Use Autodesk Identity Session Token in my webapp?

We have a webapp that uses a Script and API Key with the ShotGrid Python API to the lead the user through workflows like creating a Cut.

Ideally, though, we’d like to use Autodesk Identity/ShotGrid user authentication in our webapp, so that we have the correct user in the created_by fields, better Event Logs, enforced ShotGrid permissions and so on.

Having read this comment…

…is it possible to access the Session Token generated by the Autodesk Identity workflow in my webapp in the same browser?


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Hi @JoshBurnell

Script and API keys are meant for background/infrastructure processes and NOT for regular interactive work as a user. Creating a key per user is a pain in the neck, and because the permission groups for users and scripts are not the same, it is a lot of trouble to create new ones and maintain synchronization between the corresponding user and script permission groups.

At this time, ShotGrid’s integration with Autodesk Identity is such that the access token and refresh tokens are kept in the ShotGrid’s user profile and not exposed to the browser client.

There is some work underway so that you could use any valid Autodesk Identity access token to talk to ShotGrid with the REST/Python APIs, but this is still work in progress and not available to clients.

I strongly suggest that you move away from using a Script and API key in your web app.

Instead, have users create a Personal Access Token and save it to their ShotGrid user. And then use the legacy username and passphrase to authenticate with ShotGrid using the REST Api.

For security reasons, you should not persist the user’s name and passphrase across sessions of your web app, or serialize the ShotGrid access and refresh tokens. In fact, once the user has logged-in, you only need to keep the access and refresh tokens in memory.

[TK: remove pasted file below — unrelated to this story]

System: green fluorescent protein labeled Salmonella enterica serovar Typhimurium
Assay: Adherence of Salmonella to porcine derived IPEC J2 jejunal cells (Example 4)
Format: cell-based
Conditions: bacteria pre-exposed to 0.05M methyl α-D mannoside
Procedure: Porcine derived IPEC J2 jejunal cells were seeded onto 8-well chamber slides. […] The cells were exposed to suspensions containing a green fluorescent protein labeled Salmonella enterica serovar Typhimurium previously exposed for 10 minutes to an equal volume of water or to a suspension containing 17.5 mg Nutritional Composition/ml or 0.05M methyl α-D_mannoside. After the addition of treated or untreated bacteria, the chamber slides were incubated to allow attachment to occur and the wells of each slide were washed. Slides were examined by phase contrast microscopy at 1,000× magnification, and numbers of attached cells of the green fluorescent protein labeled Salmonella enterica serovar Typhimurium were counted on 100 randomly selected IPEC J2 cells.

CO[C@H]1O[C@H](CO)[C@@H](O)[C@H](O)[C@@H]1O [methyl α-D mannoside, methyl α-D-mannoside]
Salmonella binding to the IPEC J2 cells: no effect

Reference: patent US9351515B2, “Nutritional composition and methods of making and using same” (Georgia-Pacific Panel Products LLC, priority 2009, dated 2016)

Once the possibility of using an Autodesk Identity access token to talk to ShotGrid directly becomes available, then you just need to create your own personal Autodesk Platform Services App and use that to implement your own sign-in process. I strongly suggest looking at the PKCE version of the authentication, so that you do not need to store a secret in your web app.

Hoping this helps,


Thanks, Patrick. You’re actually describing what we do now, using the legacy username and passphrase system. However, since the migration to Autodesk Identity, we’ve found this process very confusing for users and hard to support.

The move to using a Script with API Key, as described in my first post, is what I’m planning to move the webapp to, because users have become so frustrated.

Thanks for your help and I look forward to being able to use the Autodesk Identity access token when it is ready.

Hi @JoshBurnell

There is actually another option… Which puts the burden of security on your shoulders and requires having a secure server at your disposal. Let’s call it “the identity broker” pattern.

Off the top of my head, here is the recipe…

This will require:

  1. on your ShotGrid site, create a new Script / API Key, to be used to issue ShotGrid session IDs to your users.
  2. on your secure server, you will need a table of correspondance between your ShotGrid user emails and their ShotGrid usernames

The workflow:

  1. implement Autodesk Identity authentication on your secure server. Add the openid scope in your authorize call to avoid having to do a separate call to Autodesk Identity to get the user’s profile.
  2. on your server, when processing the callback and the code exchange, you can use the open-id payload to get the user’s email.
  3. using your correspondance table, find a) if the user exists on your ShotGrid site, and b) what is their username.
  4. have your server make a call to ShotGrid using the Script Name/API, using the sudo_as_login field and generate a session_id for that user.
  5. send back the session_id to the end-user, who can now created a direct connection to the ShotGrid site with the REST API.

That is a quick-and-dirty brain dump… there are likely pitfalls and security gotchas here, but that is the gist of it.


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